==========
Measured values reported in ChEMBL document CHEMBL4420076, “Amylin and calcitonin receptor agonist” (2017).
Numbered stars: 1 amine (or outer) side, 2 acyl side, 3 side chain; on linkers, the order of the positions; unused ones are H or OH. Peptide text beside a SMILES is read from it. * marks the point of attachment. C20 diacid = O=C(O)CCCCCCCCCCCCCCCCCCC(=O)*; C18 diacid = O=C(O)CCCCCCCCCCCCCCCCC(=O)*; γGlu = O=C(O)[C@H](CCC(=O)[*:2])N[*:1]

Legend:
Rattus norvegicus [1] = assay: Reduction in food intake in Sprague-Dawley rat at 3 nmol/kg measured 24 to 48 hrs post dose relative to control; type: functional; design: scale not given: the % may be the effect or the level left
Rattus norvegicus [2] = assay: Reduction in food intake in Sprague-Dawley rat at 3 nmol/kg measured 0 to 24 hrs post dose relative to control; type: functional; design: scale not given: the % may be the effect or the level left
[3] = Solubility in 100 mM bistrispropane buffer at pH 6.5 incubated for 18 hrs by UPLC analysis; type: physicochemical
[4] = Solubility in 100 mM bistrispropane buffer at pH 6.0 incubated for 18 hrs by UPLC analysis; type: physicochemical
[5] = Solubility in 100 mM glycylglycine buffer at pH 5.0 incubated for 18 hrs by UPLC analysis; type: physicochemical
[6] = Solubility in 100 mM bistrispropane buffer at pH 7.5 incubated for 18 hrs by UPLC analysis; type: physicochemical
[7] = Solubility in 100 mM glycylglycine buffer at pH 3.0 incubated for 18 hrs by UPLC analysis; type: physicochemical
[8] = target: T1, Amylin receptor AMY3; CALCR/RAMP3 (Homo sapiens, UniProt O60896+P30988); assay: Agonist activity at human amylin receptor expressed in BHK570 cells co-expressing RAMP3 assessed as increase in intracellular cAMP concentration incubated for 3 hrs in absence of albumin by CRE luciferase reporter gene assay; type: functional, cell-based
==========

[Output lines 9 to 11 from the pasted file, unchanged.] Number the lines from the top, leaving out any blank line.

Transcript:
[6] = Solubility in 100 mM bistrispropane buffer at pH 7.5 incubated for 18 hrs by UPLC analysis; type: physicochemical
[7] = Solubility in 100 mM glycylglycine buffer at pH 3.0 incubated for 18 hrs by UPLC analysis; type: physicochemical
[8] = target: T1, Amylin receptor AMY3; CALCR/RAMP3 (Homo sapiens, UniProt O60896+P30988); assay: Agonist activity at human amylin receptor expressed in BHK570 cells co-expressing RAMP3 assessed as increase in intracellular cAMP concentration incubated for 3 hrs in absence of albumin by CRE luciferase reporter gene assay; type: functional, cell-based